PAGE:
It could be argued that these opinionated outlets are more involved in continuing the election process, due the agenda they are pitching and promoting. NYT, being more detached from the process, is reporting a broader range of issues and has *less* of an oar in this water.

    However, the conclusion isn’t necessarily true – listeners already get a ton of slant and opinion in their news and don’t particularly like it. They don’t trust the news in general (only Congress and lawyers have lower ratings – even the President is higher than news outlets).

    If you figure that the NYT needs to become another online tabloid site, then perhaps this view contributes to the decline in online readership.

    For myself, I am following the NYT more, now that I can get twitter feeds… I can’t afford the subscription, and it arrives too late to be a “daily” paper out here in the midwest.

    But that gives you another option: work on your analysis and (balanced) commentary. This is what magazines are known to excel at. That would definitely be a counter-point to these two comparison sites.

    And *perhaps* the rumors of your death are “greatly exaggerated.”

  • Jason Baer

    Robert –

    Good comment. Thank you for taking the time to write it. As I referenced in the original post, this is by no means a Huff Post/Daily Kos vs. NYT scenario. This isn’t politics and I don’t believe it is based in any way on left vs. right. The Politico, RealClearPolitics and All Politics all have similar trend lines to Huff Post (as mentioned). And the Washington Post has a similar trend line to NYT.

    I agree with your premise that consumers (in large measure) don’t want truly slanted news. But they do seem to prefer news that supports their own world view, whether that view tilts toward CNN, Fox News, NYT, etc. I believe the real finding here is that consumers are coming to prefer blog-style news that carries with it a component of first-person approachability over the traditional longer form (and arguably less engaging) “professional” journalism.

    Considering that WSJ launched its own social network recently complete with article comments and so forth, I believe the die has been cast in this regard.

    Thanks again and all the best,

    j

  • Jason Baer

    Robert –

    Good comment. Thank you for taking the time to write it. As I referenced in the original post, this is by no means a Huff Post/Daily Kos vs. NYT scenario. This isn’t politics and I don’t believe it is based in any way on left vs. right. The Politico, RealClearPolitics and All Politics all have similar trend lines to Huff Post (as mentioned). And the Washington Post has a similar trend line to NYT.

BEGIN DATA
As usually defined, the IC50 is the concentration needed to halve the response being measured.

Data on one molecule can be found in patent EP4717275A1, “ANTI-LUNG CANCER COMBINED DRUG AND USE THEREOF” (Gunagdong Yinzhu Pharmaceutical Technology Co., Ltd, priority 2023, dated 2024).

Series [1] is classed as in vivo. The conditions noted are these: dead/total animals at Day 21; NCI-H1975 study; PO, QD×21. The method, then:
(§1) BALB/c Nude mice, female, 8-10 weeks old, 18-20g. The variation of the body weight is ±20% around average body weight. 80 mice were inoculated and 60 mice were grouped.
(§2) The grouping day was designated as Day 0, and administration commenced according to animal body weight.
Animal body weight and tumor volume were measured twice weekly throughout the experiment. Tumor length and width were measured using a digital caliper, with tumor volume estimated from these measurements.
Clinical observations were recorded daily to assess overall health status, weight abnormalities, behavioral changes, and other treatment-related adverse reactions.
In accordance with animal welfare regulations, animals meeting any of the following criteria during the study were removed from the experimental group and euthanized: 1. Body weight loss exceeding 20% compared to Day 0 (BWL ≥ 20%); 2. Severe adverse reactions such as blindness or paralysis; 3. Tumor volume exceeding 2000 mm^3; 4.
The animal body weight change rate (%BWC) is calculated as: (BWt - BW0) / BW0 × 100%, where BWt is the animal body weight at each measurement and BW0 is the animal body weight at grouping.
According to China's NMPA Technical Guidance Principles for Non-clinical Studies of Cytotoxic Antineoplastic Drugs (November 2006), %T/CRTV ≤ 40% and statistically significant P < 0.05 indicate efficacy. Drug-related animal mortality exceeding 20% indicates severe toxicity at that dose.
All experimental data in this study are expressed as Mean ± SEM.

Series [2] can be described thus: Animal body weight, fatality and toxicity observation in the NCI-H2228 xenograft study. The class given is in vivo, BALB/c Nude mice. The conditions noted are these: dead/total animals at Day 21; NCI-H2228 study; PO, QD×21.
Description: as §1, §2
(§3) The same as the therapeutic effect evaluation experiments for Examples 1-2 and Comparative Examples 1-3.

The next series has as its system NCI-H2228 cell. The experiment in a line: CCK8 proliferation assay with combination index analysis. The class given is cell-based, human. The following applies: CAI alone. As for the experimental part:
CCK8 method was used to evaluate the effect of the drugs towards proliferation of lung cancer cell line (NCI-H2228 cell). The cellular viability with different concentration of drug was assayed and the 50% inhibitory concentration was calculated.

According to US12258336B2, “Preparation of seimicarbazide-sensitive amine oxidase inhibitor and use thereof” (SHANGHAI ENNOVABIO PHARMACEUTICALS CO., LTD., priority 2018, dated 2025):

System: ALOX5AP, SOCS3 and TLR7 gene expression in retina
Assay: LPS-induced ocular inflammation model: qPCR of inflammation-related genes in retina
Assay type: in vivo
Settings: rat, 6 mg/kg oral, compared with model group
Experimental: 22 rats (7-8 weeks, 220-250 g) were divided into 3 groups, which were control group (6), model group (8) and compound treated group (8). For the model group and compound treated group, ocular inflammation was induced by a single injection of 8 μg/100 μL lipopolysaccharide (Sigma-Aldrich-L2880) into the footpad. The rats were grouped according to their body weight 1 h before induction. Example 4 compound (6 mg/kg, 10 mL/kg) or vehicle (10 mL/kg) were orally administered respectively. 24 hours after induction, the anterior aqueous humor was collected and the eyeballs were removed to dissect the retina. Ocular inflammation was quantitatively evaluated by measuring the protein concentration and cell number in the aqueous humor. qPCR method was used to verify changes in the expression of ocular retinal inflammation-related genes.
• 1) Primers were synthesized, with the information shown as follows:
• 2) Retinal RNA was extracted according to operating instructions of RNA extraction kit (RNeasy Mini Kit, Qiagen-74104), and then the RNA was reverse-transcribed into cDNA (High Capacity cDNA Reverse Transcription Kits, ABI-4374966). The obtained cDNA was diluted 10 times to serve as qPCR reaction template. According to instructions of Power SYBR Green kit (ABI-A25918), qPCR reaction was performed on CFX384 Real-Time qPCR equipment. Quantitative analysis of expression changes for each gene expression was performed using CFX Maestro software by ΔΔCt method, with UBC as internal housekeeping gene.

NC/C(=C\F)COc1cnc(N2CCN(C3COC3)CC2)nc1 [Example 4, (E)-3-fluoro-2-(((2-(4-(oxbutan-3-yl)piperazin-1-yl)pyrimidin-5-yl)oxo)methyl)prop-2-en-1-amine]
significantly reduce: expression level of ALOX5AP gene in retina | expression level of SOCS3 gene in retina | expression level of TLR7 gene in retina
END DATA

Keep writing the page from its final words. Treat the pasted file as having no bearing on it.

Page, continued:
I agree with your premise that consumers (in large measure) don’t want truly slanted news. But they do seem to prefer news that supports their own world view, whether that view tilts toward CNN, Fox News, NYT, etc. I believe the real finding here is that consumers are coming to prefer blog-style news that carries with it a component of first-person approachability over the traditional longer form (and arguably less engaging) “professional” journalism.

    Considering that WSJ launched its own social network recently complete with article comments and so forth, I believe the die has been cast in this regard.

    Thanks again and all the best,

    j

  • Tom

    When a magazine becomes the mouthpiece of an electoral candidate, backlash will occur. People lost faith and trust with the Times. I don’t know anybody subscribed to TNYT. We’ve all cancelled. If they ever start to report (unbiased) news again, I’ll be back.

    Most people are getting their news through the internet.

  • Tom

    When a magazine becomes the mouthpiece of an electoral candidate, backlash will occur. People lost faith and trust with the Times. I don’t know anybody subscribed to TNYT. We’ve all cancelled. If they ever start to report (unbiased) news again, I’ll be back.

    Most people are getting their news through the internet.